The coming year and beyond will see data-driven observability gain further momentum. With end-to-end visibility, engineers and developers will have the deep insights they need to make informed business decisions based on data, not opinions, so they can do their jobs better, faster, more easily and efficiently.
This modern take on observability is in contrast to traditional monitoring methods and tools which employ multiple monitoring experiences, forcing users to toggle between a variety of stand-alone applications on top of purpose-built databases. This creates silos of data that inhibit true end-to-end, enterprise-wide data discovery and observability. The result is frustration and extra, time-wasting toil, that keeps engineers from doing the work they love: building and delivering amazing software.
How to Seize the Trend
It's time to recognize that traditional monitoring tools fall short for monitoring siloed and complex microservice-based data. Empower your engineers with modern observability for a more comprehensive, data-driven approach. They'll see all of their data when they need it, quickly capture insights to make critical business decisions, and then take action.
4. Data democratization ushers in observability for all
The explosion of big data reshaped the needs of engineers and developers, along with what they expect from their tools. Yet with the expanding number of people needing data across the organization, enterprises are facing an entirely new set of challenges to get the right data in the right hands. For example, the only way for engineers and developers to optimize an application's behavior or troubleshoot a "needle-in-the-haystack" unknown failure is to instrument and collect all the data about the environment at full fidelity and without sampling. But until recently, that's been near impossible because it's been too cumbersome and/or too expensive to instrument the full estate.
How to Seize the Trend
With changes in the observability landscape and new pricing approaches, IT leaders are now positioned to implement a strategy that gives everyone in their organization the benefits of observability. With the economics in your favor you can finally get all of the right data into all of the right hands so they can make better, data-driven decisions to do their jobs faster, and better.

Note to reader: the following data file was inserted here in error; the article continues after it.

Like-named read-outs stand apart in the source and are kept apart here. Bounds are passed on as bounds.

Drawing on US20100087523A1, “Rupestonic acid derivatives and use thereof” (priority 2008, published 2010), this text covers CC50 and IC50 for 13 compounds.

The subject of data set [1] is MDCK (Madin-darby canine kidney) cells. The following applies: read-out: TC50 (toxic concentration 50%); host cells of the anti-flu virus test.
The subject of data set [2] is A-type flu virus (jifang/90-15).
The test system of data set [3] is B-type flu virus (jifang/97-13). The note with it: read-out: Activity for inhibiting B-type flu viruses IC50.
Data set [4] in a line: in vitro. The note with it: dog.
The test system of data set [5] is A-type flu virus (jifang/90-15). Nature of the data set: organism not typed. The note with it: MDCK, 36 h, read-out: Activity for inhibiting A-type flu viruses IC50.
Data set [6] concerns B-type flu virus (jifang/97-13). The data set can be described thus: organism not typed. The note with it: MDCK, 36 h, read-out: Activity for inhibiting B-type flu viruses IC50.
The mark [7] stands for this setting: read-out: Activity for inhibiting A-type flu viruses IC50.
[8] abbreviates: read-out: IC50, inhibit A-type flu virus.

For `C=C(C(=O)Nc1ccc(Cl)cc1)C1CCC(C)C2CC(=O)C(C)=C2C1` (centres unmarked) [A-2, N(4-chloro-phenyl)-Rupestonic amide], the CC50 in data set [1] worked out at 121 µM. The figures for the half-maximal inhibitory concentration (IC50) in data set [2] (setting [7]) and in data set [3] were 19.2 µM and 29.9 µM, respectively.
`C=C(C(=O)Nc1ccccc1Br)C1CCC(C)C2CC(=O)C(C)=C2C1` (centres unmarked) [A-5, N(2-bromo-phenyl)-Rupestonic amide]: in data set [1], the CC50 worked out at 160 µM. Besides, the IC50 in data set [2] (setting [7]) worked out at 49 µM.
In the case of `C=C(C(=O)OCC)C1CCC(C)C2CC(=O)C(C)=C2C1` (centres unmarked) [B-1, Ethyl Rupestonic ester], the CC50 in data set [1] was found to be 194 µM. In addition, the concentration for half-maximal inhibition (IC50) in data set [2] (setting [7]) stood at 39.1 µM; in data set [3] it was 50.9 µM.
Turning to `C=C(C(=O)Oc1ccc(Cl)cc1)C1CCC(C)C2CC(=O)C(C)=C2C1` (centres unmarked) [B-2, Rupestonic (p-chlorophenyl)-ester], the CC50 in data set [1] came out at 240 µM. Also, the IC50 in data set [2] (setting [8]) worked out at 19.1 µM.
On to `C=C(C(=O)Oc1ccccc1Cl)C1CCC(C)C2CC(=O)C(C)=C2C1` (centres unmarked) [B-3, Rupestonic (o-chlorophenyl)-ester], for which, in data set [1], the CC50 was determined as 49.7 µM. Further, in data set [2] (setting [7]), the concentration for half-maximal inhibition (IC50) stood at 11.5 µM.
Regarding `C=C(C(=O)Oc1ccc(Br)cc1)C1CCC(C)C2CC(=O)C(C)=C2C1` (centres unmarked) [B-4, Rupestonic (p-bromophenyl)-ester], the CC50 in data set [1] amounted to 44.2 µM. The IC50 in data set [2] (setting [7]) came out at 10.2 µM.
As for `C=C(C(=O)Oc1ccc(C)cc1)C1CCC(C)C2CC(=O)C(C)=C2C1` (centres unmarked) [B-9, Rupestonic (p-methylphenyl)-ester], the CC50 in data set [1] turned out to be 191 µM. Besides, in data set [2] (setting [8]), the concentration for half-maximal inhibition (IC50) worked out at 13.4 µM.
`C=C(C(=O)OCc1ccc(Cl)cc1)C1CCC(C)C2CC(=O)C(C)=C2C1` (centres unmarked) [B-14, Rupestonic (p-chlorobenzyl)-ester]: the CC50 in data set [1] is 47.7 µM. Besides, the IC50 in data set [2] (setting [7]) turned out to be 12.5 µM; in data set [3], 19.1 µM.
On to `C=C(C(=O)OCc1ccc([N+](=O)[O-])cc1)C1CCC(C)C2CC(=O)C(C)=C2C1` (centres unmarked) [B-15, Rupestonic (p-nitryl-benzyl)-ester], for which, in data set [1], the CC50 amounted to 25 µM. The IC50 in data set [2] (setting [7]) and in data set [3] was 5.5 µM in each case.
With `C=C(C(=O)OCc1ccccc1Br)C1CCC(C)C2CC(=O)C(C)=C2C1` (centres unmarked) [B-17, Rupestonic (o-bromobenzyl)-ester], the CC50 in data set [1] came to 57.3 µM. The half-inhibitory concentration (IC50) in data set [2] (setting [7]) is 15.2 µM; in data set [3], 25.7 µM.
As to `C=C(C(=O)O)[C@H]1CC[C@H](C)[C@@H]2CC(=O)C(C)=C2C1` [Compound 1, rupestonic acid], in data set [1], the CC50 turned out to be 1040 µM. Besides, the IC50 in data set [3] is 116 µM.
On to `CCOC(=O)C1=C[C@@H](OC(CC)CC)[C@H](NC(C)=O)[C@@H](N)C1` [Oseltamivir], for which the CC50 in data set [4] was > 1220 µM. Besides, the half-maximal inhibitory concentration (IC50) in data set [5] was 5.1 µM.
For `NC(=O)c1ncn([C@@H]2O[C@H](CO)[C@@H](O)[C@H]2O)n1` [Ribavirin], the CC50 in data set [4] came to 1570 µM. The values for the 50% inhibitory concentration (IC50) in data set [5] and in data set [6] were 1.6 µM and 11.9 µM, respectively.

5. Tool consolidation improves efficiency and cost
To keep up with IT complexity, engineering teams have had to adopt an overwhelming amount of tools — both proprietary and open source — at a rapid pace. The average organization uses dozens of tools across distributed teams to monitor different parts of their tech stack. Case in point, the Observability Forecast revealed that 72% of respondents have to toggle between at least two tools, and 13% use ten or more different tools to monitor the health of their systems. Even then, 23% of respondents said that they cannot gain end-to-end observability at all.
Instead of helping teams innovate faster and improve mean time to detect (MTTD) and mean time to resolution (MTTR), tool sprawl has generated an onslaught of new problems. These include requiring engineers to spend an unreasonable amount of time stitching together siloed data and having to switch context between a patchwork of insufficient analysis tools — and even then discovering blind spots.
How to Seize the Trend
Because observability requires data to be ingested, analyzed, and cross-correlated all in one place, the natural next step for engineering leaders is to assess and rethink their existing toolset. Tool consolidation will gain momentum in 2022 as it enables software teams to save time, increase productivity and efficiency, and lower costs. Look at how you can direct your budget to fewer, more effective observability solutions to help your engineers get unified visibility across the tech stack.